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Wednesday, 30 January, 2002, 21:08 GMT
Congress sues White House over Enron
Vice President Dick Cheney responding to Enron questions on US television
Vice President Dick Cheney wants to face down Congressional investigators
In a historic move the watchdog of the United States Congress has decided to take the White House to court.

The General Accounting Office (GAO), the investigative arm of Congress, hopes that it can force Vice President Dick Cheney to give details of his contacts with failed energy giant Enron and others.

GAO investigation
Who was present at each meeting of the energy task force?
What are the names of the professional staff assigned to the task force?
Who did the task force members meet, and why and when?
What direct and indirect costs were incurred in developing the National Energy Policy?
The White House has refused to hand over records of the government's energy task force, headed by Mr Cheney, arguing that this would stop the administration from getting candid advice from outside experts.

The GAO investigation is quite separate from official inquiries into the collapse of Enron over debt and accounting irregularities, and began as long ago as April 2001.

But interest in the documents has increased as nine Congress inquiries are probing Enron's business practices, the failure of government regulation, and whether the company exercised undue influence over government policy.

In a letter to the White House, Comptroller General David Walker said he "would have strongly preferred to avoid litigation in connection with this matter", but would now file suit in a US District Court.

"This will be the first time that GAO has filed suit to enforce our access rights against a federal official. We hope it is the last time that we will have to do so", Mr Walker wrote.

White House spokesman Ari Fleischer said the government was confident it would win the court case.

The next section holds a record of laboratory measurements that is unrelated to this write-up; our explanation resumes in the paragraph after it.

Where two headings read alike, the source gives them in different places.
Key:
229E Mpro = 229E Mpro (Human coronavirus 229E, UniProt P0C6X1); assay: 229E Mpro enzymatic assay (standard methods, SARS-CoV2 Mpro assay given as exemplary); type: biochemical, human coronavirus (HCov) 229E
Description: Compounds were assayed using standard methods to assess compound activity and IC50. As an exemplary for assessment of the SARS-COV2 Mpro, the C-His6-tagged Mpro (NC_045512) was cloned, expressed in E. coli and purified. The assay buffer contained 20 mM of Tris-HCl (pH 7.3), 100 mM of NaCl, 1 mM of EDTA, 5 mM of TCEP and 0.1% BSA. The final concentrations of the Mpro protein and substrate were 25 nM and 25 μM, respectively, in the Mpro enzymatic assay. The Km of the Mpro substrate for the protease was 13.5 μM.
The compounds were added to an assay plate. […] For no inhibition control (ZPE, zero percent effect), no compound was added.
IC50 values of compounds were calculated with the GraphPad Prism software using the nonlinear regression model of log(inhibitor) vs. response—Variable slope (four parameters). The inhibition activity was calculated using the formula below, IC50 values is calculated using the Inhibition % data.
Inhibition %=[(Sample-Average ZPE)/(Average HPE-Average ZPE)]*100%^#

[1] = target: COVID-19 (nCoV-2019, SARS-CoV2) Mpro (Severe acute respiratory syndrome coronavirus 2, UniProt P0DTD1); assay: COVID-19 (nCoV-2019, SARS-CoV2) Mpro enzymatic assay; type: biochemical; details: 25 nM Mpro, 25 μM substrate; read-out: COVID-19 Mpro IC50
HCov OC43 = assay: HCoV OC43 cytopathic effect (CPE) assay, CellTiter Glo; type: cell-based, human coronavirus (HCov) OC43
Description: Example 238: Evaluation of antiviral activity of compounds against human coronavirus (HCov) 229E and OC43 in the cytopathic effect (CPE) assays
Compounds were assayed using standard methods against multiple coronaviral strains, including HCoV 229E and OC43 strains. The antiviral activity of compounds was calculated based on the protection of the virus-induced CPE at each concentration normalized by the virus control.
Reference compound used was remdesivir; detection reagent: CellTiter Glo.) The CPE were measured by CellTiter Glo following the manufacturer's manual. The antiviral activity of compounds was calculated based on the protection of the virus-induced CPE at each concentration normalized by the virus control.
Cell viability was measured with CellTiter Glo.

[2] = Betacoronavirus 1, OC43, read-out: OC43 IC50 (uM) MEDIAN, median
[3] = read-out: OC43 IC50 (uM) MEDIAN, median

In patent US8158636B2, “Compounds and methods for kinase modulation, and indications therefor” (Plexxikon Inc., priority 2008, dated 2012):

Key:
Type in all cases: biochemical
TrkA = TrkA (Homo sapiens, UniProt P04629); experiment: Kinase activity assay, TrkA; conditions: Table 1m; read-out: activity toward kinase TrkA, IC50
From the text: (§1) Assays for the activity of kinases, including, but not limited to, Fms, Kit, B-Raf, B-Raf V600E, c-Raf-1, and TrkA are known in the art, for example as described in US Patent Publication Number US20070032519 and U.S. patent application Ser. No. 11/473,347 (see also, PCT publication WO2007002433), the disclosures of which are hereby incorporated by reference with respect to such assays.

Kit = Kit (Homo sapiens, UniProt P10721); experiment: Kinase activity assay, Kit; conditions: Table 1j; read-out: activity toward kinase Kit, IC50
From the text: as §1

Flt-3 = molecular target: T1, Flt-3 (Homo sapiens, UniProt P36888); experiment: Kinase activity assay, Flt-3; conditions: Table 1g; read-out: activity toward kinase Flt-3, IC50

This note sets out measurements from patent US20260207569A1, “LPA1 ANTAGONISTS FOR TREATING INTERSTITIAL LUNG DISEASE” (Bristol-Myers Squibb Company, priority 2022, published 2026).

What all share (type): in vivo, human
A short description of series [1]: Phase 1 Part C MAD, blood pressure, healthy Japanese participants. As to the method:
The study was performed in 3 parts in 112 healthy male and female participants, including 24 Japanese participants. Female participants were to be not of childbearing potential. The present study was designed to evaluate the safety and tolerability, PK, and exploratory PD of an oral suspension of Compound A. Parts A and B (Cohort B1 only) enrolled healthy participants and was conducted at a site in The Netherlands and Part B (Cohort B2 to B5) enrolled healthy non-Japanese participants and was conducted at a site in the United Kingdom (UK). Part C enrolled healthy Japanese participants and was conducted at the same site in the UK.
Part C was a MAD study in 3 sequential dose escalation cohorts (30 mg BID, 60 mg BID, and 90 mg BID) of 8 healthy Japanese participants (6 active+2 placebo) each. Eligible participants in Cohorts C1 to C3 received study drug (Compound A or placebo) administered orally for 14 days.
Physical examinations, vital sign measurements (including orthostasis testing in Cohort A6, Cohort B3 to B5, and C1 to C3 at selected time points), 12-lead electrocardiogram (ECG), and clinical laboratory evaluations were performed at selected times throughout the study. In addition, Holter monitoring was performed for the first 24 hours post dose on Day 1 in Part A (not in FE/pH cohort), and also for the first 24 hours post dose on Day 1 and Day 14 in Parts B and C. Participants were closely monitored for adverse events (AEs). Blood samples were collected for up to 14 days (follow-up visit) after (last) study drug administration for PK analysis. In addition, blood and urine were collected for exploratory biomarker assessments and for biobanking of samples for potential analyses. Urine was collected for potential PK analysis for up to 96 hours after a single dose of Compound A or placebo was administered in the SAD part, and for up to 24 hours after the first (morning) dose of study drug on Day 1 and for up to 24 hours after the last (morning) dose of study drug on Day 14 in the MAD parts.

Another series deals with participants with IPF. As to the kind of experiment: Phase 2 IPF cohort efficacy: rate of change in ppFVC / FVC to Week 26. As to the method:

Candid advice

The White House is withholding the records of the National Energy Policy Development Group on a point of principle. Surrendering the details of the talks, officials say, would make it impossible for governments to hold private and uninhibited discussions in the future.

Mr Cheney said there were no secrets to hide: "We talked to all kinds of people. I talked to energy companies, I talked to labour members, talked to environmentalists."

Mr Fleischer added the president would "stand for the right of presidents... to receive candid advice without it being turned into a news release".

The GAO counters that "contrary to recent assertions, we are not seeking the minutes of these meetings or related notes of the Vice President's staff".

But critics have accused the government of being too close to industry interests when it formulated its federal energy plan last spring, and the GAO investigation is

Enron and its chief executive Kenneth Lay were generous donors to the election campaign of President George W Bush, although the firm showered money on Senators and Representatives from both parties.

Comptroller General moves in

The man behind the lawsuit is the comptroller general, David Walker, who is in charge of the General Accounting Office.

He has impeccable Republican credentials, and was a volunteer working for the presidential campaign of George Bush Sr.

Despite this partisan background, Mr Walker said his team was ready "to do our job", arguing that the GAO had the right to get the information, because the energy task force was funded by taxpayers.

"In our view, failure to pursue this matter could lead to a pattern of records access denials that would significantly undercut GAO's ability to assist Congress in exercising its legislative and oversight authorities", Mr Walker said in his letter to the White House.

 WATCH/LISTEN
 ON THIS STORY
The BBC's Nick Bryant
"The Whitehouse says Congress is over-reaching its authority"
The BBC's Mike Fox
"The government's energy policy proved to be controversial"
See also:

30 Jan 02 | Business
Tyco hit by 'Enron ripple'
30 Jan 02 | Business
Cooper comes to Enron's rescue
29 Jan 02 | Business
Andersen on the defensive
28 Jan 02 | Business
Cheney resists Enron probe
10 Jan 02 | Americas
White House plays down Enron links
12 Jan 02 | Business
Enron chief asked Treasury for help
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